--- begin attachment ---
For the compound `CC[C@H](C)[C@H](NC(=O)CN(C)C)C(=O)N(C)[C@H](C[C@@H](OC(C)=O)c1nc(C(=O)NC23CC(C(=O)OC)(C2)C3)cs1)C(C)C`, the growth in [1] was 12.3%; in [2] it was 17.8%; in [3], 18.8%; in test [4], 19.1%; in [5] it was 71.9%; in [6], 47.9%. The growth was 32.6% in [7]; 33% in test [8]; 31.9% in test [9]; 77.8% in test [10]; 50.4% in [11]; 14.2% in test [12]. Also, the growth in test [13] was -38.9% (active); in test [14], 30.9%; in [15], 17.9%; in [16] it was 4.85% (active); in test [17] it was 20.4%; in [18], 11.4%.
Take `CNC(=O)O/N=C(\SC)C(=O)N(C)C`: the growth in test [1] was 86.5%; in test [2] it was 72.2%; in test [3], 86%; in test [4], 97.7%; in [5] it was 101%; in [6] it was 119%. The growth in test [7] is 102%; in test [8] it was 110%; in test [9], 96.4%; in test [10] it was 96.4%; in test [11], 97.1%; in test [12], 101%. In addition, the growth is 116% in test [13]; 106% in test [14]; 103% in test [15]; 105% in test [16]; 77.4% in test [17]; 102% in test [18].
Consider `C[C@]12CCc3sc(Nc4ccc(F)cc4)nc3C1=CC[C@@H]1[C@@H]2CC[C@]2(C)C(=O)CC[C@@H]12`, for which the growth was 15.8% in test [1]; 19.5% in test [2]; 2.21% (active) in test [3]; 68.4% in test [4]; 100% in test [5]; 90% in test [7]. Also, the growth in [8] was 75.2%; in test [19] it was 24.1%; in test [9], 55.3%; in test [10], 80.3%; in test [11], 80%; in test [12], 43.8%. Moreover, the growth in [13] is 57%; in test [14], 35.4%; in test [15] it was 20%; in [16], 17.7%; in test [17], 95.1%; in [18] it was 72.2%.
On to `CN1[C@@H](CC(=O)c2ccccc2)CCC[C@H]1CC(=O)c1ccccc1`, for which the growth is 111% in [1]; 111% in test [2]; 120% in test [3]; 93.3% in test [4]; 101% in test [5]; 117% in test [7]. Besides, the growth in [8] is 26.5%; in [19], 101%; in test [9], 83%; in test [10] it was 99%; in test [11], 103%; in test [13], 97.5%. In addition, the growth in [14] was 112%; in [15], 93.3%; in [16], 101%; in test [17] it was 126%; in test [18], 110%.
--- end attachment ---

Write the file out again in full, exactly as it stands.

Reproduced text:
For the compound `CC[C@H](C)[C@H](NC(=O)CN(C)C)C(=O)N(C)[C@H](C[C@@H](OC(C)=O)c1nc(C(=O)NC23CC(C(=O)OC)(C2)C3)cs1)C(C)C`, the growth in [1] was 12.3%; in [2] it was 17.8%; in [3], 18.8%; in test [4], 19.1%; in [5] it was 71.9%; in [6], 47.9%. The growth was 32.6% in [7]; 33% in test [8]; 31.9% in test [9]; 77.8% in test [10]; 50.4% in [11]; 14.2% in test [12]. Also, the growth in test [13] was -38.9% (active); in test [14], 30.9%; in [15], 17.9%; in [16] it was 4.85% (active); in test [17] it was 20.4%; in [18], 11.4%.
Take `CNC(=O)O/N=C(\SC)C(=O)N(C)C`: the growth in test [1] was 86.5%; in test [2] it was 72.2%; in test [3], 86%; in test [4], 97.7%; in [5] it was 101%; in [6] it was 119%. The growth in test [7] is 102%; in test [8] it was 110%; in test [9], 96.4%; in test [10] it was 96.4%; in test [11], 97.1%; in test [12], 101%. In addition, the growth is 116% in test [13]; 106% in test [14]; 103% in test [15]; 105% in test [16]; 77.4% in test [17]; 102% in test [18].
Consider `C[C@]12CCc3sc(Nc4ccc(F)cc4)nc3C1=CC[C@@H]1[C@@H]2CC[C@]2(C)C(=O)CC[C@@H]12`, for which the growth was 15.8% in test [1]; 19.5% in test [2]; 2.21% (active) in test [3]; 68.4% in test [4]; 100% in test [5]; 90% in test [7]. Also, the growth in [8] was 75.2%; in test [19] it was 24.1%; in test [9], 55.3%; in test [10], 80.3%; in test [11], 80%; in test [12], 43.8%. Moreover, the growth in [13] is 57%; in test [14], 35.4%; in test [15] it was 20%; in [16], 17.7%; in test [17], 95.1%; in [18] it was 72.2%.
On to `CN1[C@@H](CC(=O)c2ccccc2)CCC[C@H]1CC(=O)c1ccccc1`, for which the growth is 111% in [1]; 111% in test [2]; 120% in test [3]; 93.3% in test [4]; 101% in test [5]; 117% in test [7]. Besides, the growth in [8] is 26.5%; in [19], 101%; in test [9], 83%; in test [10] it was 99%; in test [11], 103%; in test [13], 97.5%. In addition, the growth in [14] was 112%; in [15], 93.3%; in [16], 101%; in test [17] it was 126%; in test [18], 110%.